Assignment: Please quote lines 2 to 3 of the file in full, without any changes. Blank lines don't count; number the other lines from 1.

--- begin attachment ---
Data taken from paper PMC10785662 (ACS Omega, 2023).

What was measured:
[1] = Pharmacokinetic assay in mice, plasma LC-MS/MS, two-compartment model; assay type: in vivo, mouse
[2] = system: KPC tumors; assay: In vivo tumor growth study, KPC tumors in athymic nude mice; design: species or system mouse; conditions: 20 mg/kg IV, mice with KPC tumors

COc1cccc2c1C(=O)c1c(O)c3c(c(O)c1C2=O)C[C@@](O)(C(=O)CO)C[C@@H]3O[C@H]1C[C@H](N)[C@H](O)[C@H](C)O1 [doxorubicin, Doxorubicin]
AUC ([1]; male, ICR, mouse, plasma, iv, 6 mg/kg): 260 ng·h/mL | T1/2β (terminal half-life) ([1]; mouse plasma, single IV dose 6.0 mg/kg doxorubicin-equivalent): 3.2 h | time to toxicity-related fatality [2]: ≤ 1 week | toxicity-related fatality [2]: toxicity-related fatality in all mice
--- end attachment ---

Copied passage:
What was measured:
[1] = Pharmacokinetic assay in mice, plasma LC-MS/MS, two-compartment model; assay type: in vivo, mouse